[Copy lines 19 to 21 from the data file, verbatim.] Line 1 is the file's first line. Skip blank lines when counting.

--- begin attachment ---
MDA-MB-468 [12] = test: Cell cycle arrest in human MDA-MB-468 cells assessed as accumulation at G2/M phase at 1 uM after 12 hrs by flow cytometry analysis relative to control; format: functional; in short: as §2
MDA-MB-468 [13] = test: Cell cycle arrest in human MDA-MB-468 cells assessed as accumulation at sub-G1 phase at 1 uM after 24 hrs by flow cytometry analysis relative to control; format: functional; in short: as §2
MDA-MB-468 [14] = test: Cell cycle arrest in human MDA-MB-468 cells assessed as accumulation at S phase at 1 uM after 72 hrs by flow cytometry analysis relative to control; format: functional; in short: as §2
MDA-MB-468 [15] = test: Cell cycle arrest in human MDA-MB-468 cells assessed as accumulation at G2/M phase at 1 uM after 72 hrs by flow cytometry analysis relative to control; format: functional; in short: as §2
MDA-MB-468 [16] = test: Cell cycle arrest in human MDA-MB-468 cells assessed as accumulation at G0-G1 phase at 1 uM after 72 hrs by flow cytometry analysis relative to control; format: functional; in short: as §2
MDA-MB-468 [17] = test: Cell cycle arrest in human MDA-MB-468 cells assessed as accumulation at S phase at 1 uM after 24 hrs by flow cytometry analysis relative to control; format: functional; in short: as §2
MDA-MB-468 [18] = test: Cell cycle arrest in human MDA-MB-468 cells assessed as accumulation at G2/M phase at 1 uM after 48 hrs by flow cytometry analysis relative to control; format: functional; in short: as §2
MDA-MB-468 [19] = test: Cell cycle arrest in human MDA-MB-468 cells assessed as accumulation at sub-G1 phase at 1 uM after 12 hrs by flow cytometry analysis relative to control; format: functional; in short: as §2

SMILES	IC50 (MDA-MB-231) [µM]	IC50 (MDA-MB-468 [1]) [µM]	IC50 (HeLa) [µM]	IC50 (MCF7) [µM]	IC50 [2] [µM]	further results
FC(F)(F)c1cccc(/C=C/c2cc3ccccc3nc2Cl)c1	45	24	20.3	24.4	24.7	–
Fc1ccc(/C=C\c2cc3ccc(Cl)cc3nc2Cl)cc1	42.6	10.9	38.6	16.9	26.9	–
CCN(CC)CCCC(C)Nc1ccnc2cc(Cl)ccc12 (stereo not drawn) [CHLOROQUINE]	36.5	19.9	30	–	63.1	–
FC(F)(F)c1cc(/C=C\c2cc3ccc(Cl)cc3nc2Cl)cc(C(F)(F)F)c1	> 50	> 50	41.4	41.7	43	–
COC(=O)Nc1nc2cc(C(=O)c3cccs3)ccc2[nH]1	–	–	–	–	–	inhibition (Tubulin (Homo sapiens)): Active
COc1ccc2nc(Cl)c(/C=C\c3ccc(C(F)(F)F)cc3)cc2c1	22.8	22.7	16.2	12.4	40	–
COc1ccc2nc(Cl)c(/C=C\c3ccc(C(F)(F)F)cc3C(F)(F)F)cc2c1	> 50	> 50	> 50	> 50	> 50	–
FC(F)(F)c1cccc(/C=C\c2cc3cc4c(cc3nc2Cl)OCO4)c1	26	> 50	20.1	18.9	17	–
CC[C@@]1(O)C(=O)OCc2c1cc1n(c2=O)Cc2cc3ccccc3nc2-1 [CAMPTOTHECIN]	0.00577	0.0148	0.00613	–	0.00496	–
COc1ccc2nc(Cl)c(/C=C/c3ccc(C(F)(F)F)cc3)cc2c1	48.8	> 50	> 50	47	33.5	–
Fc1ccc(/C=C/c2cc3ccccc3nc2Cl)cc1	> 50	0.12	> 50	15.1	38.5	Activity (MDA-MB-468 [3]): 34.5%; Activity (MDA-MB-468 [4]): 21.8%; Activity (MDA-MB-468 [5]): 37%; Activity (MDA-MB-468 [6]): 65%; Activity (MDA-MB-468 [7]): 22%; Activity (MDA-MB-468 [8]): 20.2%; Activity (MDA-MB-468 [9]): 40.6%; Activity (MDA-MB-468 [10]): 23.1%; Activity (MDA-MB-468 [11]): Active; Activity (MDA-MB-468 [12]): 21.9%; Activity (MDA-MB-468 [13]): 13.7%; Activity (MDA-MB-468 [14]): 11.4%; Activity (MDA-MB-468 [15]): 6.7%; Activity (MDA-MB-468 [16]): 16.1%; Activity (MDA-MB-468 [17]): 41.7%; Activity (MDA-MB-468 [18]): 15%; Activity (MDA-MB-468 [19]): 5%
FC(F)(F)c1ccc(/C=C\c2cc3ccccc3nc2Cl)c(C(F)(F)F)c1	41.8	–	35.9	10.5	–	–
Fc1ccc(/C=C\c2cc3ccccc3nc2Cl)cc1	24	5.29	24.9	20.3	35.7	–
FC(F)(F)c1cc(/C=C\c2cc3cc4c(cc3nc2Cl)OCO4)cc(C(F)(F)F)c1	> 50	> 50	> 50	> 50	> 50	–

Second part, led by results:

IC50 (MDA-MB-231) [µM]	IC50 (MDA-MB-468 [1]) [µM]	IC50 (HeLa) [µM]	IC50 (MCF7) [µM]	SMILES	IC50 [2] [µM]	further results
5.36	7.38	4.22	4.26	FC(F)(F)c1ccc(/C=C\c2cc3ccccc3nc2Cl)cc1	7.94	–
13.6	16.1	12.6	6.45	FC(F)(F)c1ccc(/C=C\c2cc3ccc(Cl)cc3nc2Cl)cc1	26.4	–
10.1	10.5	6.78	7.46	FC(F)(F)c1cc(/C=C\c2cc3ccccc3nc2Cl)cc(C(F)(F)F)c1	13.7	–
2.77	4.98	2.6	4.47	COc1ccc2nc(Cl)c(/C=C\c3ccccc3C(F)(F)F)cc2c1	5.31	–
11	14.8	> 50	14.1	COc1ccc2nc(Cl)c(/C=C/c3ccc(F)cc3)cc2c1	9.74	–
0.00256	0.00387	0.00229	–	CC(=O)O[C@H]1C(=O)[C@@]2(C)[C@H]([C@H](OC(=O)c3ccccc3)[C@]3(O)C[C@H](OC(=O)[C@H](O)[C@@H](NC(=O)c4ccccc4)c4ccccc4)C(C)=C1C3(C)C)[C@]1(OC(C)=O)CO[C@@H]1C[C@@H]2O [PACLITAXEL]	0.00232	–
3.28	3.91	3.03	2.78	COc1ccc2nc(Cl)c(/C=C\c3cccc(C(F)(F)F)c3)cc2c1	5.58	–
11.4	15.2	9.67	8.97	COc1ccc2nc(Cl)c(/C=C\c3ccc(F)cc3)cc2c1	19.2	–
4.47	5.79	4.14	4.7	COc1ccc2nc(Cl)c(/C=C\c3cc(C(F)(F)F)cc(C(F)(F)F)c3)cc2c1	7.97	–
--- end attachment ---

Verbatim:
COc1ccc2nc(Cl)c(/C=C/c3ccc(C(F)(F)F)cc3)cc2c1	48.8	> 50	> 50	47	33.5	–
Fc1ccc(/C=C/c2cc3ccccc3nc2Cl)cc1	> 50	0.12	> 50	15.1	38.5	Activity (MDA-MB-468 [3]): 34.5%; Activity (MDA-MB-468 [4]): 21.8%; Activity (MDA-MB-468 [5]): 37%; Activity (MDA-MB-468 [6]): 65%; Activity (MDA-MB-468 [7]): 22%; Activity (MDA-MB-468 [8]): 20.2%; Activity (MDA-MB-468 [9]): 40.6%; Activity (MDA-MB-468 [10]): 23.1%; Activity (MDA-MB-468 [11]): Active; Activity (MDA-MB-468 [12]): 21.9%; Activity (MDA-MB-468 [13]): 13.7%; Activity (MDA-MB-468 [14]): 11.4%; Activity (MDA-MB-468 [15]): 6.7%; Activity (MDA-MB-468 [16]): 16.1%; Activity (MDA-MB-468 [17]): 41.7%; Activity (MDA-MB-468 [18]): 15%; Activity (MDA-MB-468 [19]): 5%
FC(F)(F)c1ccc(/C=C\c2cc3ccccc3nc2Cl)c(C(F)(F)F)c1	41.8	–	35.9	10.5	–	–